Promoted from the Ricochet Member Feed by members Created with Sketch. Quote of the Day: George Gamow


“Take a look at George Gamow, who is now recognized as one of the great cosmologists of the last hundred years. I speculate that he probably didn’t win the Nobel Prize because people could not take him seriously. He wrote children’s books. His colleagues have publicly stated his writing children’s books on science had an adverse effect on his scientific reputation, and people could not take him seriously when he and his colleagues proposed that there should be cosmic background radiation, which we now know to be one of the greatest discoveries of 20th-century physics.” – Michio Kaku

George Gamow (March 4, 1904 – August 19, 1968) was a Russian-born American theoretical physicist and cosmologist. By 1928, Gamow explained radioactive alpha particle decay using quantum tunneling. He and his wife tried twice to defect from the Soviet Union using a kayak in 1932, first on the Black Sea to Turkey, and then from Murmansk to Norway. Both attempts failed, but by 1933 they were allowed to attend a physics conference in Brussels.


For much of the 20th century, the major denominations—Conservative, Reform, Orthodox—loomed large over institutional Jewish life in America. But in 2019, the Jewish scene looks different; the movements hold less purchase on Jewish life than they once did, especially for the young. And the denominations look different internally as well. Reform Judaism has embraced ritual practices once deemed outmoded. Orthodoxy, which many thought on its way to extinction, is strong, growing, and confident. And Conservative Judaism, once thought to be the future of American Jewry, is caught betwixt and between, too religiously observant to facilitate intermarriage, too religiously lenient to command the encompassing solidarity and halakhic observance of Orthodoxy.

In this second installment in our series on The New American Judaism: How Jews Practice Their Religion Today, Jack Wertheimer helps us make sense of the many changes in Jewish denominational life. He looks at the strengths and weaknesses of the major Jewish movements, and gives us insight into the variance between the denominational doctrines and the “folk religion” that Jews actually practice. Wertheimer also ponders what the Jewish movements can continue to contribute to Jewish life in our age of declining allegiance to institutions.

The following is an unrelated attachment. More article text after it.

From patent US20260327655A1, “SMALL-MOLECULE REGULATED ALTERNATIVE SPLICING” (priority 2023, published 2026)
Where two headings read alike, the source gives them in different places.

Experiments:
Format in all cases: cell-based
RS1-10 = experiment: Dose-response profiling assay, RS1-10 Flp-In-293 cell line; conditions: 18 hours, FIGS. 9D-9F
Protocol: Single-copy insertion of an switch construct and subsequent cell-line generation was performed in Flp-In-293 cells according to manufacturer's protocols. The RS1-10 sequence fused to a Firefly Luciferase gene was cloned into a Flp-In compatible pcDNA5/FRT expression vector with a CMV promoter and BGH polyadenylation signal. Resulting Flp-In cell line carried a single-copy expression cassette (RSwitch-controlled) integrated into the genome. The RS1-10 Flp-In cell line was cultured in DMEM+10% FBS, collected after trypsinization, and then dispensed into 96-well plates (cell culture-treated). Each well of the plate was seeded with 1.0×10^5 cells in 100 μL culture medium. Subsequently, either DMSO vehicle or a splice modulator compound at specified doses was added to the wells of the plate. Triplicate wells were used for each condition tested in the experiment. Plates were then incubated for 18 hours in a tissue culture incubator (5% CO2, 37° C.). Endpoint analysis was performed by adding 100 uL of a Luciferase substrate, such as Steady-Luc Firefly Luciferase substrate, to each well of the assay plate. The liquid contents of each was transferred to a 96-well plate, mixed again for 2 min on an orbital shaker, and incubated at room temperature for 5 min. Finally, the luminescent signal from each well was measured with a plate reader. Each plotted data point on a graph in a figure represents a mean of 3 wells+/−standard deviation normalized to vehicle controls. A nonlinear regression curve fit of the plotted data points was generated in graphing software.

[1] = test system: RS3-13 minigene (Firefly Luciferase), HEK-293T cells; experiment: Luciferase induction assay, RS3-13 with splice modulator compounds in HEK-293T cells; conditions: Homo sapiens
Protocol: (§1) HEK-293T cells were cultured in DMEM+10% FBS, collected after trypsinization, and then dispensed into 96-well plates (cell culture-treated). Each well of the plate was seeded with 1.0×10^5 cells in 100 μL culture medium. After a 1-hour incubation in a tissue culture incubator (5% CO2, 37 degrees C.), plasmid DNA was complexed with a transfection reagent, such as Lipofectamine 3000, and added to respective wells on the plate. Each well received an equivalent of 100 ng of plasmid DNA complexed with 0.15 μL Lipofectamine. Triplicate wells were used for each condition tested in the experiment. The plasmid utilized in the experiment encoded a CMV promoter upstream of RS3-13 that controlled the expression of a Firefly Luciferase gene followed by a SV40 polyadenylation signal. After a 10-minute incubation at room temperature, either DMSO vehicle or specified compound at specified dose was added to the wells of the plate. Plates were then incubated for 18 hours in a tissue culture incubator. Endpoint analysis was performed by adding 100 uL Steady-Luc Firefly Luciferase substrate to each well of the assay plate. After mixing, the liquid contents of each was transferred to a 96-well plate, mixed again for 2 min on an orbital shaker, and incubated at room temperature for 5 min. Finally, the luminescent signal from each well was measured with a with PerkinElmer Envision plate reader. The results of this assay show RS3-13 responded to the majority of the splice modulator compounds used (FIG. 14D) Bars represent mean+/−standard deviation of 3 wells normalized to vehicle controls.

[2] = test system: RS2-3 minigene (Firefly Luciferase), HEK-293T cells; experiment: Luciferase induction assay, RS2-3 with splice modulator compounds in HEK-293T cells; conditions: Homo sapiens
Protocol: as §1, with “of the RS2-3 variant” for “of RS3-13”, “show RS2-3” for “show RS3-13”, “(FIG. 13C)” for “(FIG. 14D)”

Promoted from the Ricochet Member Feed by members Created with Sketch. Trump Chastises Jewish Democrats


President Trump continues to amaze me each time he alienates another group of Americans. And this time he’s correct: Jews who are Democrats clearly are misguided and foolish regarding their attitudes toward Judaism, the Democrat party, America and Israel. Here’s Trump’s brief remark:

I think any Jewish people that vote for a Democrat — it shows either a total lack of knowledge or great disloyalty.


Promoted from the Ricochet Member Feed by members Created with Sketch. The Wonderful Logic of Nancy Pelosi


Here is a pretty pickle. The Speaker of the House, Nancy Pelosi, has stated that she will fight against any US-UK Free Trade Agreement because of the Irish border. Yet some in the European Union have indicated that they will compel the Irish government to enforce the EU’s border and harden it up to protect the single market from the dangers of American goods in the event of a trans-Atlantic deal.

The great scare is that chicken washed in chlorine or hormone-treated beef might enter the EU single market via Ireland. Like a zombie apocalypse, this would somehow spread as far as the Ukrainian and Turkish borders, infecting all citizens of EU-occupied Europe with American standards. Quelle horreur! The consequences for Europe could be dire; lasagna might actually be made with beef.


Promoted from the Ricochet Member Feed by members Created with Sketch. A Pair of Jacks


In a fractured media landscape it is odd to think of anyone as a “broadcaster” these days. Most of those with the microphone in their hand narrowly tailor their messages to a specific audience, a base that can provide a rating point, anything to create a “base” and turn a dollar.

It dates back to the 18th century, originally an agricultural term meaning to cast the seeds broadly upon the ground. By the 1920’s it became associated with radio, a man with a microphone tossing information and entertainment to the masses. In the last two days we’ve lost a pair of Jacks, two gentlemen who carried that label well.


Cronyism is everywhere, affecting industries, entrepreneurs and customers and distorting the market through political advantage. So what is cronyism and how does it compromise genuine capitalism? Anne Rathbone Bradley, the current academic director at The Fund for American Studies, as well as the vice president of Economic Initiatives at the Institute for Faith, Work and Economics, comes onto the show to explain how cronyism affects the market and how to combat it. Afterwards, Acton’s director of research, Samuel Gregg joins the show to talk about his new book, “Reason, Faith, and the Struggle for Western Civilization.” Gregg lays out what he believes defines the West, how the disintegration of reason and faith has caused the West to decline and what can be done to reclaim it.


Promoted from the Ricochet Member Feed by members Created with Sketch. If Everything is Racist . . .